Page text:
You can just do that from the start if you have similarly wonky skin. Just apply more than I did and give Chinese Oud a chance to really bloom because, to quote L’Oreal, “you [and Chinese Oud] are worth it.”
PERFORMANCE — SILLAGE, PROJECTION & LONGEVITY:
Let’s talk about performance now, primarily for Chinese Oud on my normal/left arm in Version #1. In a nutshell, Chinese Oud’s sillage and projection perform much like a really old, aged Guerlain extrait on my skin. That said, I was surprised at just how soft and quiet the opening was during the first 20 minutes and with three sprays from the 10 ml decant. (To be precise, it was more like 2 full spray, plus a half squirt the third time around.)
Chinese Oud opened with about 5-6 inches of sillage and about 2 inches of projection off the arm. The scent cloud felt very soft, diffuse, and close to the body, though when smelled up close, the notes were rich, deep, and hefty.
However, roughly 30-35 minutes in, things change once the Hainan oud takes over as the driving force. The scent trail grows from about 6 inches to about 9-10 inches, and the projection when I bring my nose close to my arm seems both greater and stronger.
Even so, Chinese Oud does not have the power of something like, say, Russian Oud, Siberian Musk, or Ottoman Empire. Instead, Chinese Oud performs a lot like my 1930s versions of Mitsouko, L’Heure Bleue, and Shalimar extraits. None of those fragrances radiate on me even halfway across a room. In the case of Chinese Oud, and in the absence of a huge scent application like a ton of sprays, I find that the fragrance performs more like Walimah Attar or some of the softer fragrances in recent ALD series like, for example, S6’s Cuir de Russie on skin. There is nothing wrong with any of this, and I’m not being critical, but just don’t expect a fragrance that will radiate across a room or a nightclub (assuming that one went to such things in the era of Covid).
Chinese Oud Version #1’s numbers change pretty quickly on me. The initial increase that I had mentioned drops down after 90 minutes, going back to the opening numbers. About 3.5 hours in, the projection remains the same at about 2 inches above the skin but the sillage is now about 3-4 inches.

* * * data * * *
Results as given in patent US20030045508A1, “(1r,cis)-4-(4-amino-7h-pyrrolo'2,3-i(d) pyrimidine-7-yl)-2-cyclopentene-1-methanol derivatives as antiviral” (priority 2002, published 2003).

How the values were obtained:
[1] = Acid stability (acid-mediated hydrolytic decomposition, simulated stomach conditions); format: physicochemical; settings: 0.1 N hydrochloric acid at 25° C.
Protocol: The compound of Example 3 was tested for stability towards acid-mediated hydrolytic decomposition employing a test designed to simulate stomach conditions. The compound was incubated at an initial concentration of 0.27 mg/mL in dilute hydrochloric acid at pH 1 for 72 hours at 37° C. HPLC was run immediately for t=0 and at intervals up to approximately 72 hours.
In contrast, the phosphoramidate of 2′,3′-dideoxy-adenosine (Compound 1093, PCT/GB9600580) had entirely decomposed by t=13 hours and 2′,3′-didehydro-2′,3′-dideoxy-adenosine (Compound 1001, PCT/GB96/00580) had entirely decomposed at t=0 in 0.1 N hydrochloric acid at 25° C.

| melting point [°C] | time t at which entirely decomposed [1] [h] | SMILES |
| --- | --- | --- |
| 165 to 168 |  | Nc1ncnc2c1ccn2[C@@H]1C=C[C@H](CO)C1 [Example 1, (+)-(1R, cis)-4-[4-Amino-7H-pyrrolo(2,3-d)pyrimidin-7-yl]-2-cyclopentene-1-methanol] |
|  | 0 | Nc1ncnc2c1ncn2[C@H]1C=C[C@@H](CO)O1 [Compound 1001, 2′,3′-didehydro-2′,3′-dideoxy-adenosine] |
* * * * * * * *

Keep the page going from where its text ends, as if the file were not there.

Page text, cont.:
At the 6.25 hour mark, the sillage is the same, the projection drops to about an inch or less, but the immense booziness makes the fragrance feel so much denser and heftier in body somehow. Roughly 8.25 hours on, Chinese Oud hovers just above the arm, but the scent is easy to detect up close. Obviously, there is no scent trail whatsoever at this point.
Chinese Oud turns into a skin scent on me about 10.25 hours into its development but it’s not difficult to detect up close until late in the 13th hour when I have to put my nose right on my arm and inhale hard. Be that as it may, the skin-hugging scent perseveres for a few more hours; I just have to put my nose on my arm to detect it. In total, Version #1 of Chinese lasted just bit past 17.75 to 18 hours. (In a second test on this right arm and using only 2 small sprays/squirts, Chinese Oud lasted between 15 and 16 hours.)
Version #2 of Chinese Oud on my voracious right arm does not fare well, even though I applied the exact same 3 squirt amount as on my left arm. It’s a soft scent on me from the start and has quiet, rather intimate sillage. (To be fair, this blasted arm of mine will eat through everything except woody-amber aromachemicals which, to my chagrin, it actually amplifies.) Things are so bad on this arm that Chinese Oud became a skin scent on me at the 6.5 hour mark! Chinese Oud felt like it was close to dying in the 9th hour, and it just barely managed to crawl for life to 11.75 hours before it gave up the fight against my skin and died.
ALL IN ALL:
I’ve taxed your patience long enough so I’ll try to be as brief as possible here in my overview. I wouldn’t add the following were it not relevant.
Among the many reasons I like Chinese Oud are some unrelated to scent, per se. I think the fragrance is more refined than some past ALD oud florals or oud leathers, in part because the agarwood varietal itself is so refined and smooth on my skin. Some of the ouds used in, say, ALD S5 and S6 (only to use the series currently freshest in my memory) had a more butch quality at times or felt like ouds on steroids when it came to smoke, dryness, leather, animalics, and/or muskiness.